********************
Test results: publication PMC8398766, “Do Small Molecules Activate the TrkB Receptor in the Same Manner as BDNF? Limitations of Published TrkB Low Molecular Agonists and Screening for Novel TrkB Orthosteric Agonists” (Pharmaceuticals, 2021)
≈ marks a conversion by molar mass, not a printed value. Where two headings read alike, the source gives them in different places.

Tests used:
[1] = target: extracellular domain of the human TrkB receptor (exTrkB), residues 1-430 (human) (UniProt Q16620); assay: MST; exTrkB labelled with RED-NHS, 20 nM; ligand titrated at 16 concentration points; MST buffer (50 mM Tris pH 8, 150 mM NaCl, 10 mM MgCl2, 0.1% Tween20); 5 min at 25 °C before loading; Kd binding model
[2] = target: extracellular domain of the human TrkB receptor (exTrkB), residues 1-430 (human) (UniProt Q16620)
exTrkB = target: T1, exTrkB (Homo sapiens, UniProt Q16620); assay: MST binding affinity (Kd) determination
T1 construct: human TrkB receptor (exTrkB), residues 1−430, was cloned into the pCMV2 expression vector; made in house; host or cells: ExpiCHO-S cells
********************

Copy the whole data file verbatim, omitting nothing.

Test results: publication PMC8398766, “Do Small Molecules Activate the TrkB Receptor in the Same Manner as BDNF? Limitations of Published TrkB Low Molecular Agonists and Screening for Novel TrkB Orthosteric Agonists” (Pharmaceuticals, 2021)
≈ marks a conversion by molar mass, not a printed value. Where two headings read alike, the source gives them in different places.

Tests used:
[1] = target: extracellular domain of the human TrkB receptor (exTrkB), residues 1-430 (human) (UniProt Q16620); assay: MST; exTrkB labelled with RED-NHS, 20 nM; ligand titrated at 16 concentration points; MST buffer (50 mM Tris pH 8, 150 mM NaCl, 10 mM MgCl2, 0.1% Tween20); 5 min at 25 °C before loading; Kd binding model
[2] = target: extracellular domain of the human TrkB receptor (exTrkB), residues 1-430 (human) (UniProt Q16620)
exTrkB = target: T1, exTrkB (Homo sapiens, UniProt Q16620); assay: MST binding affinity (Kd) determination
T1 construct: human TrkB receptor (exTrkB), residues 1−430, was cloned into the pCMV2 expression vector; made in house; host or cells: ExpiCHO-S cells